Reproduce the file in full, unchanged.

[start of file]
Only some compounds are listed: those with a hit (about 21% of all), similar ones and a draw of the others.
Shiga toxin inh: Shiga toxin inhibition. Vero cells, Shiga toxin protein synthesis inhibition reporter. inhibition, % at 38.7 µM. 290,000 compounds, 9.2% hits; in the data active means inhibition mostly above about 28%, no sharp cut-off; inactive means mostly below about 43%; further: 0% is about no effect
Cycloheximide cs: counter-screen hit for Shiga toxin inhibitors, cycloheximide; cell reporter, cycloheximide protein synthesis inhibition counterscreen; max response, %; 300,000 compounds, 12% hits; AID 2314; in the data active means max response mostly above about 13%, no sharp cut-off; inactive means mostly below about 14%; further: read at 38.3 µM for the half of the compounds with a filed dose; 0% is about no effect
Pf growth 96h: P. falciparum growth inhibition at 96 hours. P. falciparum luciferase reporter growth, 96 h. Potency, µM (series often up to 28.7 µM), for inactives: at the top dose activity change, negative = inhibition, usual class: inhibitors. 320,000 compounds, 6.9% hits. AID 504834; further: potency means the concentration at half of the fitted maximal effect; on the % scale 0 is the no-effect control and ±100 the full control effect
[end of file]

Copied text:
Only some compounds are listed: those with a hit (about 21% of all), similar ones and a draw of the others.
Shiga toxin inh: Shiga toxin inhibition. Vero cells, Shiga toxin protein synthesis inhibition reporter. inhibition, % at 38.7 µM. 290,000 compounds, 9.2% hits; in the data active means inhibition mostly above about 28%, no sharp cut-off; inactive means mostly below about 43%; further: 0% is about no effect
Cycloheximide cs: counter-screen hit for Shiga toxin inhibitors, cycloheximide; cell reporter, cycloheximide protein synthesis inhibition counterscreen; max response, %; 300,000 compounds, 12% hits; AID 2314; in the data active means max response mostly above about 13%, no sharp cut-off; inactive means mostly below about 14%; further: read at 38.3 µM for the half of the compounds with a filed dose; 0% is about no effect
Pf growth 96h: P. falciparum growth inhibition at 96 hours. P. falciparum luciferase reporter growth, 96 h. Potency, µM (series often up to 28.7 µM), for inactives: at the top dose activity change, negative = inhibition, usual class: inhibitors. 320,000 compounds, 6.9% hits. AID 504834; further: potency means the concentration at half of the fitted maximal effect; on the % scale 0 is the no-effect control and ±100 the full control effect